Classic interview: Four Tet - “There’s no room for traditional live performance on Four Tet records. It’s all about sequenced electronic music”

Four Tet
(Image credit: Christie Goodwin/Getty Images)

In 2010, Future Music magazine spoke to Kieran Hebden (Four Tet) about his new album There Is Love In You. You can read it below, and also check out the accompanying In The Studio video, which shows Hebden breaking down two tracks from the record (Sing and Love Cry).

It’s been 12 years since Four Tet’s first solo release, Dialogue, and since then, he’s carved and crafted a genre and voice of his own, with an unmistakable sound - consisting of seemingly unorthodox instruments created through sample manipulation - obscure rhythms and a focus on digital sound processing.

At a time when the analogue and digital worlds continue to bicker back and forth, Hebden is a man who’s proud to be firmly placed ‘in the box’, with all of Four Tet’s aural attributions coming directly from inside his computer. No hardware EQs, analogue summing, high-end consoles, or even, in the case of his latest album, mastering. 

That’s not to say Hebden’s digital advocacy extends to all his projects. For his multiple collaborations with legendary Jazz drummer Steve Reid - who sadly passed away in April this year - Hebden went to the renowned Avatar Studios in New York, insisting on specific outboard for the project.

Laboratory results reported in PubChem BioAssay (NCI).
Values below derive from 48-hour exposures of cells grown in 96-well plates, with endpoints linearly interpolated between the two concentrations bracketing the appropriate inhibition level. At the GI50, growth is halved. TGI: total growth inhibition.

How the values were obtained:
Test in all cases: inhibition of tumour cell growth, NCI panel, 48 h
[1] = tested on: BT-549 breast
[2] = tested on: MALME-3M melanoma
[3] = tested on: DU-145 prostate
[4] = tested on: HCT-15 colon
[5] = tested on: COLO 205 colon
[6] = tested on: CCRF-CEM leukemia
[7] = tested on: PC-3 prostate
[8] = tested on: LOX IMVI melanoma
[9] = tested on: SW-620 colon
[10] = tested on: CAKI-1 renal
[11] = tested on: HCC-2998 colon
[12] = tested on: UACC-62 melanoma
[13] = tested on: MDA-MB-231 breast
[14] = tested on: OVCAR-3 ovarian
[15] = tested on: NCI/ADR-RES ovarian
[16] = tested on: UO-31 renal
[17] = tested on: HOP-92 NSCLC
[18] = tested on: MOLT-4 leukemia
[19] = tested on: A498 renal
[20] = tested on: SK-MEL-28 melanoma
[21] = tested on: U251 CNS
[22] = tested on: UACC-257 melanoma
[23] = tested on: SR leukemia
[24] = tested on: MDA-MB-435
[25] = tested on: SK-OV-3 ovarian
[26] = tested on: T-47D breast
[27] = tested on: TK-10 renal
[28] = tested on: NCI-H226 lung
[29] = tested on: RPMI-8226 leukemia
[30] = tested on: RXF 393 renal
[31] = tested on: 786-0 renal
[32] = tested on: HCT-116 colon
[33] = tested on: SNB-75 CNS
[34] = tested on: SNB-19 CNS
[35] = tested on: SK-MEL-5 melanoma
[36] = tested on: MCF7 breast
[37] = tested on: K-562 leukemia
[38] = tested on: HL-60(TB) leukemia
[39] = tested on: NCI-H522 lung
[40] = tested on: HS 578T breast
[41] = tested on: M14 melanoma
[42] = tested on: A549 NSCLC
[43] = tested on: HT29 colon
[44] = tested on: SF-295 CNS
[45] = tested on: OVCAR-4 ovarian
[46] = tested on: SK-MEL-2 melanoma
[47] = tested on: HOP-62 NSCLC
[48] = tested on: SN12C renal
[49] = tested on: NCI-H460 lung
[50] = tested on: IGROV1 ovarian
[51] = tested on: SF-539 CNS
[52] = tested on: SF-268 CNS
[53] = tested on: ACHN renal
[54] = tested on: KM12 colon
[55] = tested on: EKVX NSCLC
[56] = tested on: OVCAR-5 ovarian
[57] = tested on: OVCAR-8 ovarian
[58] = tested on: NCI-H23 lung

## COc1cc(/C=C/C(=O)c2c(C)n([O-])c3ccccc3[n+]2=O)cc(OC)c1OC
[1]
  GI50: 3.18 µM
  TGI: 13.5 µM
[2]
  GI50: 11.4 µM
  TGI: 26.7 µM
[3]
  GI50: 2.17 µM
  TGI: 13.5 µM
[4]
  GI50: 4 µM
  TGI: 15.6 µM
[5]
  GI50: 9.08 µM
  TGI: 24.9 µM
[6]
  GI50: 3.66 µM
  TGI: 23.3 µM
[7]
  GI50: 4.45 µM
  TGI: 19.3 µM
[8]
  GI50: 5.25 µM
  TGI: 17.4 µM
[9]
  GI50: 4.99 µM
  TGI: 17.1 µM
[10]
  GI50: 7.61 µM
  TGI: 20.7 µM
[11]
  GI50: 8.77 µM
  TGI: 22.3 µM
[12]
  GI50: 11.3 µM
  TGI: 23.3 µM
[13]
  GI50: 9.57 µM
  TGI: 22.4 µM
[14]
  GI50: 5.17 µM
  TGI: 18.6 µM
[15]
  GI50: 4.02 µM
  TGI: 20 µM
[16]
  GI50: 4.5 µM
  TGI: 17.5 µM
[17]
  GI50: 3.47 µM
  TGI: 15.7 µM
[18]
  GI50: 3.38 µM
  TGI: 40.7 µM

His work with elusive dubstep producer Burial, meanwhile, was a mixture of ‘in the box’ processing and SSL console mixing, bridging the past and the future effortlessly in the resulting vinyl-only release.

For Hebden, the ends will always justify the means, be it a laptop with Cool Edit Pro or a 96-channel SSL console and junk shop-load of vintage gear.

Hebden’s new album, his first since Everything Ecstatic in 2005, sees his form take a new, dancefloor-friendly shape, dripping with four-four kicks, sidechaining and recognisable loop-based melodies.

He’s taken some of his cues from his DJ sets - his residency at London’s Plastic People in particular - aiming to create tracks he could drop between the usual techno burners.

It seems to have worked, with There Is Love In You peaking at number 35 in the UK charts and receiving praise from fans and critics alike. A perfect time, then, for us to catch up with Hebden in his mix room at Miloco’s The Square, London. 

Your sound has evolved yet again for There Is Love In You. Was that an intentional approach or did it happen naturally?

“It’s always intentional for me to try and make the sound change, I don’t want to put out the same record again and again.

“It was easier on this record because there’d been a much longer break since the last Four Tet album. When I started on this it was almost a different sound straight away, especially rhythmically.

“I think all the things I’ve been doing in between, with Steve Reid and DJing, I was building up tracks from kick drums and working at different tempos. Everything was just a bit more energetic.”

One of the things I love about Four Tet is that it’s almost humanly impossible. It’s about total electronic control.

Was that directly influenced by your DJ sets?